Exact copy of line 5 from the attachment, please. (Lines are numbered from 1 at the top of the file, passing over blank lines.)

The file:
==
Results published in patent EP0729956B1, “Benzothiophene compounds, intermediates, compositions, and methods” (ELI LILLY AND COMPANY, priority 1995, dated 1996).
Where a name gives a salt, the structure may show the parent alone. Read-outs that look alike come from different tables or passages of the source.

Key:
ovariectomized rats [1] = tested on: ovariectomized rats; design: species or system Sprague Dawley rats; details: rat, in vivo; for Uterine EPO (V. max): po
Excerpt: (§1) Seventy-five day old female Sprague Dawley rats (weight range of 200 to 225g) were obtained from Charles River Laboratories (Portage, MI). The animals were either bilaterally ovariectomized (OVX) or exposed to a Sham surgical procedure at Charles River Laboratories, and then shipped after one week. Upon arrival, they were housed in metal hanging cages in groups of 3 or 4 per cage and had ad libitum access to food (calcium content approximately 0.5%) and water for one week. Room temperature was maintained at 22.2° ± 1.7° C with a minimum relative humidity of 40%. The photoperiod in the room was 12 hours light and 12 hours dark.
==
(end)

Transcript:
Excerpt: (§1) Seventy-five day old female Sprague Dawley rats (weight range of 200 to 225g) were obtained from Charles River Laboratories (Portage, MI). The animals were either bilaterally ovariectomized (OVX) or exposed to a Sham surgical procedure at Charles River Laboratories, and then shipped after one week. Upon arrival, they were housed in metal hanging cages in groups of 3 or 4 per cage and had ad libitum access to food (calcium content approximately 0.5%) and water for one week. Room temperature was maintained at 22.2° ± 1.7° C with a minimum relative humidity of 40%. The photoperiod in the room was 12 hours light and 12 hours dark.